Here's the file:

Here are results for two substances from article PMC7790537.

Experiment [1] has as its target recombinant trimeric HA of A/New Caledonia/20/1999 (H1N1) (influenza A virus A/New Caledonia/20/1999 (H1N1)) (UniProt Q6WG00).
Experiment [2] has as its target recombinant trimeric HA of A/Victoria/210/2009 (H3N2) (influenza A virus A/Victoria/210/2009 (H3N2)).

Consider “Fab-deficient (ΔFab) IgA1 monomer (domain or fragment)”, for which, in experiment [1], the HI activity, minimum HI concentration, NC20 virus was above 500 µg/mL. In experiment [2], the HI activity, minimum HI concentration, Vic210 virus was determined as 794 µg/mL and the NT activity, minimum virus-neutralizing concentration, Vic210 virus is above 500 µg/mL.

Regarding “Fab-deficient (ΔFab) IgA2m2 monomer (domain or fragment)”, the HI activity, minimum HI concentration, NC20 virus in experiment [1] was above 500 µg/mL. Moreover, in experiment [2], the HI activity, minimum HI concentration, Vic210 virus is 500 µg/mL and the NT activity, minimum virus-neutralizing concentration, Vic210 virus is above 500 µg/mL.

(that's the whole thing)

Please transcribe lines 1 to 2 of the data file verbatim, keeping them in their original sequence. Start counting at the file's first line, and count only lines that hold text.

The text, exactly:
Here are results for two substances from article PMC7790537.

Experiment [1] has as its target recombinant trimeric HA of A/New Caledonia/20/1999 (H1N1) (influenza A virus A/New Caledonia/20/1999 (H1N1)) (UniProt Q6WG00).